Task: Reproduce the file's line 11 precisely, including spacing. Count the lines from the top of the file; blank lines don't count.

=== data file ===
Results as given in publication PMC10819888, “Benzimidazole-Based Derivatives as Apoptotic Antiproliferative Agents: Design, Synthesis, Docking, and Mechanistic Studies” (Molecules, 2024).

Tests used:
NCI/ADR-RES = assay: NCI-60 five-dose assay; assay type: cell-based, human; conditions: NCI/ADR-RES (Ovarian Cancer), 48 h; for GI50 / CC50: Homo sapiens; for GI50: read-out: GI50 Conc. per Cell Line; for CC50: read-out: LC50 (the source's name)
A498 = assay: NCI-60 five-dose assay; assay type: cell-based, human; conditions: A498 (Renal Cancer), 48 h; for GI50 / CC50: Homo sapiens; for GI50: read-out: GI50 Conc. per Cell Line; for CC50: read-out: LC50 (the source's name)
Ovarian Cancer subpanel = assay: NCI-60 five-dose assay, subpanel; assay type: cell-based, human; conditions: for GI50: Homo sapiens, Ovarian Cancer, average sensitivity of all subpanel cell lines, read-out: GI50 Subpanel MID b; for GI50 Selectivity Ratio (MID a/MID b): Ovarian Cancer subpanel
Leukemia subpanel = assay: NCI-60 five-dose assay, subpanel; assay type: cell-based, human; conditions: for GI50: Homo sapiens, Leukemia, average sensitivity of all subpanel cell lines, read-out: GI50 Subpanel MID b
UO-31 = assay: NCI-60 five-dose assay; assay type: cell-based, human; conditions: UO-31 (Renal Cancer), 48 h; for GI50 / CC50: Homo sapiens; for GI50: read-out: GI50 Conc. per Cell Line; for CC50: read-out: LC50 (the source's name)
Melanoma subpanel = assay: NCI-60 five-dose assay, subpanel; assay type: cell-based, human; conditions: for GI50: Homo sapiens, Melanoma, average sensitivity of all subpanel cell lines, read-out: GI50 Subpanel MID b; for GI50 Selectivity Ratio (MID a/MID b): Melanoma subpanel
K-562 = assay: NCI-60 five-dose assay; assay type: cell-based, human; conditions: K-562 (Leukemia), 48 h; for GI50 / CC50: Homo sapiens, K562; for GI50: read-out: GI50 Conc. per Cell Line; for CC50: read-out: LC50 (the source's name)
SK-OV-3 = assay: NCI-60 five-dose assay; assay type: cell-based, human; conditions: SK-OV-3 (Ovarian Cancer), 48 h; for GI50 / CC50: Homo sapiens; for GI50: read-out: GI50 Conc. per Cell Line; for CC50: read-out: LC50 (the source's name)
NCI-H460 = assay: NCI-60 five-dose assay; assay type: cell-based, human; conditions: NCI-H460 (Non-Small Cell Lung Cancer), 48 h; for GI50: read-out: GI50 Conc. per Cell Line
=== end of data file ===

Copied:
NCI-H460 = assay: NCI-60 five-dose assay; assay type: cell-based, human; conditions: NCI-H460 (Non-Small Cell Lung Cancer), 48 h; for GI50: read-out: GI50 Conc. per Cell Line